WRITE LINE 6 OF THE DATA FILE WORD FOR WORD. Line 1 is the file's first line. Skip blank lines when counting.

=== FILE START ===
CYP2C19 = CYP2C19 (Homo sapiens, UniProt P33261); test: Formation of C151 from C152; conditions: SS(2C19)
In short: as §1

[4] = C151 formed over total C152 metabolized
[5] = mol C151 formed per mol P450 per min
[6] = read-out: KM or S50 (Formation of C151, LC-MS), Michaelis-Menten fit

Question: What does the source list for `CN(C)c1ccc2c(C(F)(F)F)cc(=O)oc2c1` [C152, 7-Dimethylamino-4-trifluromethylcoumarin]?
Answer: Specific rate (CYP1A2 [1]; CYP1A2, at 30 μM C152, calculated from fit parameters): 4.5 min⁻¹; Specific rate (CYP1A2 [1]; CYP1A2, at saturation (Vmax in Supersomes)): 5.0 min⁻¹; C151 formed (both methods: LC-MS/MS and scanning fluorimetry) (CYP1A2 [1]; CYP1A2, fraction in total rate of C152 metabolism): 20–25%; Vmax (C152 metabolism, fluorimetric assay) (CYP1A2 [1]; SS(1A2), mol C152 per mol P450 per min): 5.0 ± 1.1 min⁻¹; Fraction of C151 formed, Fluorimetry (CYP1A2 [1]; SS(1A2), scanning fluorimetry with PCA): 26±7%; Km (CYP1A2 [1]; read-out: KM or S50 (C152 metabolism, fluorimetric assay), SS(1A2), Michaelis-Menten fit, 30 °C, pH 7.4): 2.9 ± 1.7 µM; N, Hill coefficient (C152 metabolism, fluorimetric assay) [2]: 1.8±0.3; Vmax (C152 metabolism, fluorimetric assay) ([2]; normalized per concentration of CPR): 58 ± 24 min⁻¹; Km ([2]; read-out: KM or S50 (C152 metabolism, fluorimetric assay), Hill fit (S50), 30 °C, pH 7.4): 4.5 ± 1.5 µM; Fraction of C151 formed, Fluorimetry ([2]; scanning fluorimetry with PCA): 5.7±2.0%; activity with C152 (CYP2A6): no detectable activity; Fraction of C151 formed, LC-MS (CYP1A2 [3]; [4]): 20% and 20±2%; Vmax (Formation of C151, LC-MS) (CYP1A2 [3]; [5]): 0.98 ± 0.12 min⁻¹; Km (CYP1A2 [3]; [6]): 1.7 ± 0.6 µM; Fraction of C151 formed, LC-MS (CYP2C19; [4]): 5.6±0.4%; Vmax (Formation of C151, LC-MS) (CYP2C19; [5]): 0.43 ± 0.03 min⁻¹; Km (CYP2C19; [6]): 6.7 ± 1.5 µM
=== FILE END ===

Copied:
Question: What does the source list for `CN(C)c1ccc2c(C(F)(F)F)cc(=O)oc2c1` [C152, 7-Dimethylamino-4-trifluromethylcoumarin]?